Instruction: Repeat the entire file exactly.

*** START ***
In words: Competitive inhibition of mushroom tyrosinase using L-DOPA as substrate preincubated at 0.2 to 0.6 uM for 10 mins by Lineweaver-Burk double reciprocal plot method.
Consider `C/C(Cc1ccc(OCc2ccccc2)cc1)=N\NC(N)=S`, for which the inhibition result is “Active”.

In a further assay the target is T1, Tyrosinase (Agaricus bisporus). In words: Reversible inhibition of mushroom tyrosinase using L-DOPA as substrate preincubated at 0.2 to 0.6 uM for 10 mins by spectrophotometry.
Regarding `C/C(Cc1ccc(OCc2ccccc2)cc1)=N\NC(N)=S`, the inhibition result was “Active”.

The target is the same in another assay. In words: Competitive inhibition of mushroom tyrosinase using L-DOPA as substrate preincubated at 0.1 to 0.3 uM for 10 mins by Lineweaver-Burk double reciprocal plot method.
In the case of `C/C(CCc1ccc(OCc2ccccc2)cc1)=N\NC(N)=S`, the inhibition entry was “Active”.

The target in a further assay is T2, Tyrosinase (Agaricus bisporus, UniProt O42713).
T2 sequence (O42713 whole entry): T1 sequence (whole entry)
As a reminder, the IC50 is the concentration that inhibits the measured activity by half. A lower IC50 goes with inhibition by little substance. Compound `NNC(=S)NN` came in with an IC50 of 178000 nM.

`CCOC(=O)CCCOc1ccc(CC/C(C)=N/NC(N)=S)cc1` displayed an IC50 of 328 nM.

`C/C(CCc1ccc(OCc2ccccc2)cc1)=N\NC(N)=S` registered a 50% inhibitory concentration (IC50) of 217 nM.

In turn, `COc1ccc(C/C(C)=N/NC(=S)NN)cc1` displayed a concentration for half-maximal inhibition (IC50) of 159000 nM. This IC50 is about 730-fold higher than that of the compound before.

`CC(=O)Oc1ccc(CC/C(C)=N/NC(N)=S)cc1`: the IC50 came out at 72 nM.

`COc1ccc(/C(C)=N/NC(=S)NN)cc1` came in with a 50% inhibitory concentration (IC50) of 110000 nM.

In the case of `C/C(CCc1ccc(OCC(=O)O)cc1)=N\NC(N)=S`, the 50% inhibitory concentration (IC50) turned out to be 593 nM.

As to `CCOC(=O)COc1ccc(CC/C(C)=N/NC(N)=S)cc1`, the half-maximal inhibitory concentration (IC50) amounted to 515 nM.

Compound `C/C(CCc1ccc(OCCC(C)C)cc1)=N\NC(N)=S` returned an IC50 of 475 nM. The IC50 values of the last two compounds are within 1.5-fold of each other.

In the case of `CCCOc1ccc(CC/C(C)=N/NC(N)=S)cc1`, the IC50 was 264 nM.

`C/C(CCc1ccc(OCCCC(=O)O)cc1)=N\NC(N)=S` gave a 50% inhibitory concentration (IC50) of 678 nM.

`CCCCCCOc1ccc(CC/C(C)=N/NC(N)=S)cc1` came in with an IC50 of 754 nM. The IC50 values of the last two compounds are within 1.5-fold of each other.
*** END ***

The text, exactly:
In words: Competitive inhibition of mushroom tyrosinase using L-DOPA as substrate preincubated at 0.2 to 0.6 uM for 10 mins by Lineweaver-Burk double reciprocal plot method.
Consider `C/C(Cc1ccc(OCc2ccccc2)cc1)=N\NC(N)=S`, for which the inhibition result is “Active”.

In a further assay the target is T1, Tyrosinase (Agaricus bisporus). In words: Reversible inhibition of mushroom tyrosinase using L-DOPA as substrate preincubated at 0.2 to 0.6 uM for 10 mins by spectrophotometry.
Regarding `C/C(Cc1ccc(OCc2ccccc2)cc1)=N\NC(N)=S`, the inhibition result was “Active”.

The target is the same in another assay. In words: Competitive inhibition of mushroom tyrosinase using L-DOPA as substrate preincubated at 0.1 to 0.3 uM for 10 mins by Lineweaver-Burk double reciprocal plot method.
In the case of `C/C(CCc1ccc(OCc2ccccc2)cc1)=N\NC(N)=S`, the inhibition entry was “Active”.

The target in a further assay is T2, Tyrosinase (Agaricus bisporus, UniProt O42713).
T2 sequence (O42713 whole entry): T1 sequence (whole entry)
As a reminder, the IC50 is the concentration that inhibits the measured activity by half. A lower IC50 goes with inhibition by little substance. Compound `NNC(=S)NN` came in with an IC50 of 178000 nM.

`CCOC(=O)CCCOc1ccc(CC/C(C)=N/NC(N)=S)cc1` displayed an IC50 of 328 nM.

`C/C(CCc1ccc(OCc2ccccc2)cc1)=N\NC(N)=S` registered a 50% inhibitory concentration (IC50) of 217 nM.

In turn, `COc1ccc(C/C(C)=N/NC(=S)NN)cc1` displayed a concentration for half-maximal inhibition (IC50) of 159000 nM. This IC50 is about 730-fold higher than that of the compound before.

`CC(=O)Oc1ccc(CC/C(C)=N/NC(N)=S)cc1`: the IC50 came out at 72 nM.

`COc1ccc(/C(C)=N/NC(=S)NN)cc1` came in with a 50% inhibitory concentration (IC50) of 110000 nM.

In the case of `C/C(CCc1ccc(OCC(=O)O)cc1)=N\NC(N)=S`, the 50% inhibitory concentration (IC50) turned out to be 593 nM.

As to `CCOC(=O)COc1ccc(CC/C(C)=N/NC(N)=S)cc1`, the half-maximal inhibitory concentration (IC50) amounted to 515 nM.

Compound `C/C(CCc1ccc(OCCC(C)C)cc1)=N\NC(N)=S` returned an IC50 of 475 nM. The IC50 values of the last two compounds are within 1.5-fold of each other.

In the case of `CCCOc1ccc(CC/C(C)=N/NC(N)=S)cc1`, the IC50 was 264 nM.

`C/C(CCc1ccc(OCCCC(=O)O)cc1)=N\NC(N)=S` gave a 50% inhibitory concentration (IC50) of 678 nM.

`CCCCCCOc1ccc(CC/C(C)=N/NC(N)=S)cc1` came in with an IC50 of 754 nM. The IC50 values of the last two compounds are within 1.5-fold of each other.